There are a bunch of veggie options hiding behind the crackers basket. That’s a warm artichoke cheese dip in the bowl. There’s the humus trio in the background.

Can’t wait to post pics of my Thanksgiving platter!

Enjoy that hummus…

Humus Side

Simple Squash Soup


Nutrient-Rich * Vegan * Paleo * Delicious * Beautiful * Easy * Quick

Recipe: Simple Squash Soup


  • 1 Qt Homemade Veggie Stock (can use Chicken Stock if that’s what you have)
  • 2T Favorite Sauté Fat (Coconut Oil, Butter, Extra Virgin Olive Oil, etc.)
  • 1 Organic Carrot, chopped in chunks
  • 1 Organic Onion, chopped in chunks
  • 2 Organic Celery Stalks, chopped in chunks
  • 4 Cups Peeled and Cubed Fresh Squash (Butternut, Acorn and Pumpkin have all been used successfully)
  • 1-2t Fresh Thyme
  • 1t Sea Salt
  • 1/2t Pepper
  • Fresh Herbs, Parmesan Cheese, Bacon Crumbles for possible toppers


  1. Heat fat in a medium saucepan (needs to be able to hold 4 quarts) on medium high heat.
  2. Sauté onions, carrots, celery and thyme until onions soften.
  3. Add veggie stock, cubed squash, salt and pepper and bring to a simmer.
  4. Simmer for 30-45 minutes or until all vegetables are soft.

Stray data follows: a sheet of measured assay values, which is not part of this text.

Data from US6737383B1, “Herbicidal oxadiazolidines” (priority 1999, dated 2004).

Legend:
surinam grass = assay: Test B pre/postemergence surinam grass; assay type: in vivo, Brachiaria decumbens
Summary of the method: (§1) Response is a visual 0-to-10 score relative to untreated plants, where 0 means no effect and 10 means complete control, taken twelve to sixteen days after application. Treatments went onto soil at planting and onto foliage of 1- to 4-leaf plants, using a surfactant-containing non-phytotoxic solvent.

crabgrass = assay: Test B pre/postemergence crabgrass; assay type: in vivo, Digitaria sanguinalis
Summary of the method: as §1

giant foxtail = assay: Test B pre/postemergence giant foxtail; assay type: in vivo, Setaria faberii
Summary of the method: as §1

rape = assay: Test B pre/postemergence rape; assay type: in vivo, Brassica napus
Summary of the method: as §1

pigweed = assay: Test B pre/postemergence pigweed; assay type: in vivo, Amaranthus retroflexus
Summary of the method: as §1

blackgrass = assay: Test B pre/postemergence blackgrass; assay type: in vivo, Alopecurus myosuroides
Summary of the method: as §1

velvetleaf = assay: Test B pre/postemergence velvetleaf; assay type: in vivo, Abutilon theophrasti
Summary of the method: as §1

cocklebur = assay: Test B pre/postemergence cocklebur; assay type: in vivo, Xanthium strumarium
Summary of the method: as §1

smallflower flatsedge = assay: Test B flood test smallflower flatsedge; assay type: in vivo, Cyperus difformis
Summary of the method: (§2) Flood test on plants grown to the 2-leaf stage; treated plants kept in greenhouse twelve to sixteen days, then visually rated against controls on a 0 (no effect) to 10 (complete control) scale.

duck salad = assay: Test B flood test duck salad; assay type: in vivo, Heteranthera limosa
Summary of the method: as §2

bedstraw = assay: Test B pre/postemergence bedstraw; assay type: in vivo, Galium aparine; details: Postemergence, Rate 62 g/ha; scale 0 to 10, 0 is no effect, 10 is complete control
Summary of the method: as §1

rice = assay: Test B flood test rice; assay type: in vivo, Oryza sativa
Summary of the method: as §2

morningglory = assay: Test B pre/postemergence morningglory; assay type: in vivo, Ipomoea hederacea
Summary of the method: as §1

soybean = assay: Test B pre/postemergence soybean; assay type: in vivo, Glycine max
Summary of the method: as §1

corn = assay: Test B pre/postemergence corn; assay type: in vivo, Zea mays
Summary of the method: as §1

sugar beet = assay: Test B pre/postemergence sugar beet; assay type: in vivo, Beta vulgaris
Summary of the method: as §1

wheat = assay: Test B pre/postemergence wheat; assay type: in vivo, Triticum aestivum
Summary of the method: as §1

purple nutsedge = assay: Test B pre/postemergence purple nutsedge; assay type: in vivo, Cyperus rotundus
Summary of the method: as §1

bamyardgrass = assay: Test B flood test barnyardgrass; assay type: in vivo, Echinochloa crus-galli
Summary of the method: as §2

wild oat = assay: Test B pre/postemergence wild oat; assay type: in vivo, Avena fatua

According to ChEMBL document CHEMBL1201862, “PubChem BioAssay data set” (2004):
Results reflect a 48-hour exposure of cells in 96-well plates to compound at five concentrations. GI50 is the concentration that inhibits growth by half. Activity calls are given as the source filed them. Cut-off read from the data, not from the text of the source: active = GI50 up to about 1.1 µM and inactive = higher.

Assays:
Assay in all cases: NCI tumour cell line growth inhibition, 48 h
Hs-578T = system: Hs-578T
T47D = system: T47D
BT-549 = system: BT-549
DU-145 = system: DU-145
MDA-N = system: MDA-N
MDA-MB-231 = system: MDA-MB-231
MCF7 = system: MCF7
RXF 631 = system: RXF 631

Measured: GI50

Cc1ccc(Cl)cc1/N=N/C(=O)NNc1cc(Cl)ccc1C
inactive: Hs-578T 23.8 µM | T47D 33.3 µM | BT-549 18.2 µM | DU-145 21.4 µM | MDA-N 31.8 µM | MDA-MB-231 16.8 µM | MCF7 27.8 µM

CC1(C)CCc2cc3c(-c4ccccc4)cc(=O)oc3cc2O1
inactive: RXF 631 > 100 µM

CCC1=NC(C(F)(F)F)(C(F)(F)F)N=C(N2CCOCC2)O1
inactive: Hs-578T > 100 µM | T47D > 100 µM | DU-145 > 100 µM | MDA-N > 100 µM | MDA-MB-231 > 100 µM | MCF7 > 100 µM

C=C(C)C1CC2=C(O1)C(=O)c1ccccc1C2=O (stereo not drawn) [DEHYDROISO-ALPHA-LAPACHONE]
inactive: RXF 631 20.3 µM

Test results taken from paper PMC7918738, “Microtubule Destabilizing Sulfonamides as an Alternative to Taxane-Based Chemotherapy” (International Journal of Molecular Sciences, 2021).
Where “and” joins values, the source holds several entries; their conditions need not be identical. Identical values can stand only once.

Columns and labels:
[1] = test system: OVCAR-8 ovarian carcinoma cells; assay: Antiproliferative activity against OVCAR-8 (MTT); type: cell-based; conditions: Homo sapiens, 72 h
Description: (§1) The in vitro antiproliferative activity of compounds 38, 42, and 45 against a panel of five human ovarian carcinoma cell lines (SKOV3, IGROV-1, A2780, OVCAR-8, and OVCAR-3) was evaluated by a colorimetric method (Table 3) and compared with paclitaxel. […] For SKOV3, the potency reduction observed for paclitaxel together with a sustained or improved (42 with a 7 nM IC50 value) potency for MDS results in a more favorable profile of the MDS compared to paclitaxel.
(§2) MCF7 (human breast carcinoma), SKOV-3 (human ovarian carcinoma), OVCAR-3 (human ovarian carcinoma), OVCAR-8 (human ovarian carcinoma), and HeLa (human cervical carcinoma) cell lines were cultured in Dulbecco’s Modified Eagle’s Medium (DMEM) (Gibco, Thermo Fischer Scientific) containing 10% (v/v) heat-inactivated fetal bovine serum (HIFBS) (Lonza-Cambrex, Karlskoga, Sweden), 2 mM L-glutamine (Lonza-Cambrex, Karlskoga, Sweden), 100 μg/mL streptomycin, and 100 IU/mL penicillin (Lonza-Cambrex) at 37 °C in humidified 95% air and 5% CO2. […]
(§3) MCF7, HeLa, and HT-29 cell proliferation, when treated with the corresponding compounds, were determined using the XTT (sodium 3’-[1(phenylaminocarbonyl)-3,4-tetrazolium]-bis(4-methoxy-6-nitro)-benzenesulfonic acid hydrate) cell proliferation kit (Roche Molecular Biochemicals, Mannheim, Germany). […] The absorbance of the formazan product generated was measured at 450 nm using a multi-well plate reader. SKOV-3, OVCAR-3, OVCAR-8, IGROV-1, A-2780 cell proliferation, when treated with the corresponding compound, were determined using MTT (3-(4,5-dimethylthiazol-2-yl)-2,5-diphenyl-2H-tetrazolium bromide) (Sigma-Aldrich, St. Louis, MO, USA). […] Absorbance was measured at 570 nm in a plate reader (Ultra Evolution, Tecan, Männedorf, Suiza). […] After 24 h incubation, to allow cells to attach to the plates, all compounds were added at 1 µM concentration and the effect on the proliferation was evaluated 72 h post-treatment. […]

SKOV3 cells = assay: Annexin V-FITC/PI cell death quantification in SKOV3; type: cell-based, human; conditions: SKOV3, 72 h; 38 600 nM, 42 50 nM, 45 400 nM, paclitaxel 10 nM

5. Blend in batches in a high quality blender or use an immersion blender in the saucepan to make a very smooth pureed soup.
  6. Test for seasonings. Add salt and pepper until it has the heat (from the pepper) and the sparkle (from the salt) you desire.
  7. You can also play with the thickness of the soup by diluting it with additional stock. I often have extra squash, so I just use it all and play with the seasonings and extra stock at the end.
  8. Top with fresh herbs and/or freshly grated Parmesan cheese and/or a small bacon crumble.

Preparation time: 15 minute(s)

Cooking time: 30 – 45 minute(s)

Number of servings (yield): 8

Squash Soup

I love to serve this soup as a starter for a beautiful autumn/winter dinner party in small tea cups. It’s beautiful color and rich flavor make it a crowd pleaser for all, which is really saying something these days with all the different food choices people make.